Social network analysis and agent-based modeling in social epidemiology

Department of Public Health, University of Oxford, Oxford, UK. .
Epidemiologic Perspectives & Innovations (Impact Factor: 1.58). 02/2012; 9(1):1. DOI: 10.1186/1742-5573-9-1
Source: PubMed

ABSTRACT The past five years have seen a growth in the interest in systems approaches in epidemiologic research. These approaches may be particularly appropriate for social epidemiology. Social network analysis and agent-based models (ABMs) are two approaches that have been used in the epidemiologic literature. Social network analysis involves the characterization of social networks to yield inference about how network structures may influence risk exposures among those in the network. ABMs can promote population-level inference from explicitly programmed, micro-level rules in simulated populations over time and space. In this paper, we discuss the implementation of these models in social epidemiologic research, highlighting the strengths and weaknesses of each approach. Network analysis may be ideal for understanding social contagion, as well as the influences of social interaction on population health. However, network analysis requires network data, which may sacrifice generalizability, and causal inference from current network analytic methods is limited. ABMs are uniquely suited for the assessment of health determinants at multiple levels of influence that may couple with social interaction to produce population health. ABMs allow for the exploration of feedback and reciprocity between exposures and outcomes in the etiology of complex diseases. They may also provide the opportunity for counterfactual simulation. However, appropriate implementation of ABMs requires a balance between mechanistic rigor and model parsimony, and the precision of output from complex models is limited. Social network and agent-based approaches are promising in social epidemiology, but continued development of each approach is needed.

1 Follower
  • Source
    [Show abstract] [Hide abstract]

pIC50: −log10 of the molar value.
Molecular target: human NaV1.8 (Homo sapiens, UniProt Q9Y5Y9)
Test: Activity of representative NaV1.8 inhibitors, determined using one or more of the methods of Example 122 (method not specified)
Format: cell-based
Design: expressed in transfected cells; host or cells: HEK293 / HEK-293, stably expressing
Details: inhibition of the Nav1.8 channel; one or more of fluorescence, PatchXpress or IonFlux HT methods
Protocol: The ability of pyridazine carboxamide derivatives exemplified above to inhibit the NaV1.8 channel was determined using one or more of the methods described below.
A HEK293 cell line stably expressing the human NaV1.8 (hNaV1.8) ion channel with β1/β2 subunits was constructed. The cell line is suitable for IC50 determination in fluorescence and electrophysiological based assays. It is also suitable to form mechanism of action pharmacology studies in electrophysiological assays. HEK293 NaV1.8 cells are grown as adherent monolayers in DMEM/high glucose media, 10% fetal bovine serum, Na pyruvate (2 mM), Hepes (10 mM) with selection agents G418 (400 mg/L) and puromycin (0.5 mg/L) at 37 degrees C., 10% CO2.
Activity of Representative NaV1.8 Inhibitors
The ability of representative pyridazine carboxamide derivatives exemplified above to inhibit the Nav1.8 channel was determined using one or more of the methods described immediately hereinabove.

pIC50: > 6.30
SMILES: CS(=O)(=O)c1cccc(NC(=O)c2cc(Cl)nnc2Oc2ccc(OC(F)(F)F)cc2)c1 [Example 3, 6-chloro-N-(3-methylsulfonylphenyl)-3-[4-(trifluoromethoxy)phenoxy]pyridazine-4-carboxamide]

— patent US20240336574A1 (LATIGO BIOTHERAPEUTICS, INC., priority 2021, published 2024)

ABSTRACT: Agent-based models (ABMs) are capable of constructing individual system components at different levels of representation to describe non-linear relationships between those components. Compared to a traditional mathematical modeling approach, agent-based models have an inherent spatial component with which they can easily describe local interactions and environmental heterogeneity. Furthermore, agent-based model maps interactions among agents inherently to the biological phenomenon by embedding the stochastic nature and dynamics transitions, thereby demonstrating suitability for the development of complex biological processes. Recently, an abundance of literature has presented application of agent-based modeling in the biological system. This review focuses on application of agent-based modeling to progression in simulation of infectious disease in the human immune system and discusses advantages and disadvantages of agent-based modeling application. Finally, potential implementation of agent-based modeling in relation to infectious disease modeling in future research is explored.
    Open Journal of Modelling and Simulation 01/2014; 2(1):12-22. DOI:10.4236/ojmsi.2014.21004
  • Source
    Marketing Theory 01/2015; forthcoming. DOI:10.1177/1470593115572671 · 1.06 Impact Factor
  • Source
    [Show abstract] [Hide abstract]
    ABSTRACT: A new concept of within-individual epidemiology termed "myEpi" is introduced. It is argued that traditional epidemiological methods, which are usually applied to populations of humans, can be applicable to a single individual and thus used for self-monitoring and forecasting of "epidemic" outbreaks within an individual. Traditional epidemiology requires that results be generalizable to a predefined population. The key component of myEpi is that a single individual may be viewed as an entire population of events and thus, the analysis should be generalizable to this population. Applications of myEpi are aimed for, but not limited to, the analysis of data collected by individuals with the help of wearable sensors and digital diaries. These data can include physiological measures and records of healthy and risky behaviors (e.g., exercise, sleep, smoking, food consumption, alcohol, and drug use). Although many examples of within-individual epidemiology exist, there is a pressing need for systematic guidance to the analysis and interpretation of intensive individual-level data. myEpi serves this need by adapting statistical methods (e.g., regressions, hierarchical models, survival analysis, agent-based models) to individual-level data.
    Frontiers in Public Health 08/2014; 2:97. DOI:10.3389/fpubh.2014.00097